DIY Water Feature Freeze Protection Tips You can Use

water feature freeze protection tipsDepending on where you live in the country, be it in sunny Sarasota, Florida, or up north, you’ll experience freezing temperature during the winter months. In places like the Sunshine State, although infrequent, cold snaps cause temperatures to fall to at or below freezing, which typically happens in the months of January and February. What’s more, in places like Sarasota, said freezing temperatures generally last no more than a day or two and the mercury rises steeply in some instances with wild swings.

Of course, in the northeast and midwest, freezing temperatures are present during most of the winter, and, are not at all unusual. This means nearly regardless of your location, your landscape will have to survive through freezing temperatures.

During the winter, we often here about ways to keep plants, pets, and pools safe through freezes. However, not much attention is paid to water features. And, the absence of reminders can easily lead to an unpleasant and expensive reality of having to make repairs. These can range from quick fixes to all-out replacement, depending on the severity of the weather.

Types of Damage Water Features Experience During a Freeze

As the nearby quote states, damages sustained from freezing conditions to a water feature can range from minor to major. Depending on the severity of the temperatures, exposure level, and length of exposure, pumps can freeze, causing them to seize up, and, pools or ponds containing fish can freeze over, trapping noxious gases, causing fish to die.

Even in the warmest locales in the United States, nighttime temperatures may occasionally dip into the thirties. When they do, your outdoor water features are in danger of freezing over. A frozen feature may lead to broken seals and a faulty pump, so a little cold weather preparation will certainly pay off. Because each water feature is different, there is no standard set of rules for cold weather protection. However, arming yourself with a few nearly universal tips and tricks will help keep your water feature pumping for years to come. —San Francisco Chronicle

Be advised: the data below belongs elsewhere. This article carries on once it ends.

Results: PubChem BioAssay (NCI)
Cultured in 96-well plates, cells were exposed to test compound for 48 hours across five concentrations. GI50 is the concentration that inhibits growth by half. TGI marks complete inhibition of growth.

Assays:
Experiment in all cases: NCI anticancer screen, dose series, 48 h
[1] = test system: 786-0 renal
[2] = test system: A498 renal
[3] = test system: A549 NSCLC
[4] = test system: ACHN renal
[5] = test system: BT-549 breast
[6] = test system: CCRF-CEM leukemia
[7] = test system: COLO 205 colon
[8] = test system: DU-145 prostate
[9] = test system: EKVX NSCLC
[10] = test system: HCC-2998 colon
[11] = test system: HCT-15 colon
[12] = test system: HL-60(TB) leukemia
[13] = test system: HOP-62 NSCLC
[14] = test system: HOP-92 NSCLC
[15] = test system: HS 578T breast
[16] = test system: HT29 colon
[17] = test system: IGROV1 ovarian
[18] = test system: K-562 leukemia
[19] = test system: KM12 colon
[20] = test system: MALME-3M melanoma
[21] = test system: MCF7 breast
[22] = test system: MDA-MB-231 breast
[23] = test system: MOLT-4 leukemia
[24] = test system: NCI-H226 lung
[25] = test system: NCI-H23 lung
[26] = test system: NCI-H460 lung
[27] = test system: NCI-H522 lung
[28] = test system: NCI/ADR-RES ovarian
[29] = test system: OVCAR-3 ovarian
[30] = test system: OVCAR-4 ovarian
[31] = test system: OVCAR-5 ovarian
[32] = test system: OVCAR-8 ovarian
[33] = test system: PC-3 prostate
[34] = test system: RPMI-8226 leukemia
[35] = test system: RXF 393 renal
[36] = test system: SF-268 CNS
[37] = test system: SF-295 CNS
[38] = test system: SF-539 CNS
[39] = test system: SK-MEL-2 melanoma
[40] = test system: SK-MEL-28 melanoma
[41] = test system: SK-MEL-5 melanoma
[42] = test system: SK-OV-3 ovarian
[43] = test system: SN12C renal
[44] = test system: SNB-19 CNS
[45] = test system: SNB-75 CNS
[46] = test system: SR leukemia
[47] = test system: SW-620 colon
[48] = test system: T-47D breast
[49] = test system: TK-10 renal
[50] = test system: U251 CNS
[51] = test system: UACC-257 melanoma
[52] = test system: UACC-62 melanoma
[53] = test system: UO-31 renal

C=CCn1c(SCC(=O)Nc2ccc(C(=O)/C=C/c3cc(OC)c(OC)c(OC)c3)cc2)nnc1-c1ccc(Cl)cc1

Other types of damages caused by freezing conditions can be a break in the integrity of a structural water feature, such as cement or ceramic wall. When this happens, it might lead to small leaks, which eventually grow larger and larger. The ensuing compromise can even lead to outright collapse or breaking apart, and can be a very costly situation to fix.

DIY Water Feature Freeze Protection Tips You can Use

With temperatures falling steadily, water features, such as fountains, pools, ponds, and waterfalls will be at-risk for damage from freezes. The best way to protect such hardscaping is to be proactive, not waiting until sustained cold grips. Here are some ways to protect water features from freezing conditions:

  • Remove any plants. If there are any plants on or near your outdoor water feature, it’s best to move them to a warm place where you can water and feed them as needed. If possible, this makes for a better choice than trying to cover them before the real cold hits.
  • Allow the water to run. If you’re in a location such as Sarasota or Manatee County, freezes will likely only occur for a few hours. Let the water continue to run and the motion will prevent hard freezing, which, in prolonged periods of freezing temperatures, could harm the pump.
  • Install a de-icer. For water features with fish or ones that have running water, a de-icer will do the trick. Running water that’s warm enough will continue to swirl and that will provide shelter for fish. A de-icer will also keep the water from freezing over solid, which can cause a lot of damage. Choose a machine that fits your size water feature for the best results.
  • Drain, flush, and cover. If a de-icer is not a viable option or you don’t want to exercise that alternative, then it’s best to drain the water completely. Flush out the system by pumping out any remaining water, disconnect the pump and water supply, and cover the entire feature. You can also stuff insulation over the pump before covering it with a tarp. Or, store the pump in a warm, slightly damp location to keep seals from drying out.
  • Check the water feature periodically. On occasion, lift the cover to see if any snow or ice has melted and run back into the water feature. If it has, drain it out because if it fills and then freezes, it will probably expand enough to crack the feature.

While these steps will help to protect your water hardscape during the winter, other methods should be completely avoided, like adding chemicals to the water. This is not a good idea because you don’t know how the water or the feature itself will react. In addition, chemicals could wreak havoc with the filter and pump system.

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